By age six, the world’s mysteries open up and offer this pearl.
I’m a girl.
Sometimes I wear a dress that floats above my knees and lifts when a gust blows in. Or at times I play with dolls. Or god forbid, mommy combs my hair vigorously, then tightens two clumps of hair on either side of my head to create pigtails. And the ribbons, she never forgets those. I’m told to never talk to strange people. It’s unclear how that word translates into the crosswalk patrol near my elementary school, or my first grade teacher who smells of stale cheese and wears coke bottle glasses. I chalk up “strange” to mean people with goitres, maybe some other unspeakable deformity that will terrify me.
More rules follow when I’m twelve. Don’t wear such a tiny shirt. Cover up. Ooh, those jeans are all wrong. We have to fit you for a bra or everyone will notice. I peer down at my chest. Notice what? That I breathe? Exist? I begin slouching, caving my torso in on itself. It seems to work, people notice me less.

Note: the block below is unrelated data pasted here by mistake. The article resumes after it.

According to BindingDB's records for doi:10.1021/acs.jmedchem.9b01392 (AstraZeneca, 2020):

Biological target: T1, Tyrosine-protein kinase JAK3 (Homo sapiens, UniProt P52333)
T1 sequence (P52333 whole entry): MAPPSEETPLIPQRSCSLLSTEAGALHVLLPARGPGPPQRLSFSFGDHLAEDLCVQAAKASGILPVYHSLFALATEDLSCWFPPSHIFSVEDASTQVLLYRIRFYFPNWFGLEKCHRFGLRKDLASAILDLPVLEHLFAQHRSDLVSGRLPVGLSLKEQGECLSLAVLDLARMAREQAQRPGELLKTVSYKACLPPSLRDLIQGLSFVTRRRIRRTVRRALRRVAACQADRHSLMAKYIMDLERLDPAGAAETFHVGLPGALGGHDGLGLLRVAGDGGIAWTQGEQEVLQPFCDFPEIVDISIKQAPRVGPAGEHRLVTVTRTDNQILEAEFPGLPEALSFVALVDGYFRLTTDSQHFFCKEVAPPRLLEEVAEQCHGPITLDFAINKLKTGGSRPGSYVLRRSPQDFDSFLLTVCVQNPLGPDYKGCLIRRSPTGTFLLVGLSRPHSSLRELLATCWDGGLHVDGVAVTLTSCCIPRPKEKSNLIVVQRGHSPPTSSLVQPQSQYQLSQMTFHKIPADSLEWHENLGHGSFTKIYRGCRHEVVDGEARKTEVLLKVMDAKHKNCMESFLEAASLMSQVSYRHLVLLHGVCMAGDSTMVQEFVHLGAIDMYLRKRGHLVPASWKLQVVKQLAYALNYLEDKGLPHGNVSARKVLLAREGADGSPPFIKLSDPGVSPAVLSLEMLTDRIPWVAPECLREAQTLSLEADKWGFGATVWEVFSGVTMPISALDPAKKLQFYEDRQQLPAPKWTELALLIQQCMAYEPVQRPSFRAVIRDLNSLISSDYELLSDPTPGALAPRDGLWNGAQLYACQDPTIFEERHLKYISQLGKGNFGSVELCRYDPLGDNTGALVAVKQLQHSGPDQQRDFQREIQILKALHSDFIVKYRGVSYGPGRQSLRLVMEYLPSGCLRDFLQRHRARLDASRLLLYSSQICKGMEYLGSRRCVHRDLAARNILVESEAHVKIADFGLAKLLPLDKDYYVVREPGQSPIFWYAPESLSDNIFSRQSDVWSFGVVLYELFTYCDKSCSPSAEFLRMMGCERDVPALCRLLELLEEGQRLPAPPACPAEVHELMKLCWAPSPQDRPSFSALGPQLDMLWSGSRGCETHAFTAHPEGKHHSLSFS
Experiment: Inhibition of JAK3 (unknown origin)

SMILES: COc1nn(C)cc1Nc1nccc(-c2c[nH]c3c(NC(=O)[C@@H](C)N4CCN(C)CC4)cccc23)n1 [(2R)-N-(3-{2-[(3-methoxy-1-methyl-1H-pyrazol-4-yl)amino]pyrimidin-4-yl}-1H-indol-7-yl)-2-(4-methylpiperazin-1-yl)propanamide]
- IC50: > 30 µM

At fourteen, things turn surreal. You know, you and your people. I snap my head around to see who else is with me. Nobody. “My people” begins to form shape: dark hair, flat nose, almond shape eyes and full lips. I seethe at my reflection, wish my face could spontaneously combust into sparkling blue eyes, regrow hair that’s golden and shiny. Boys rarely look my way. My mother nags me to stop slouching, even pressing my shoulders back with her palms. My chest disobeys.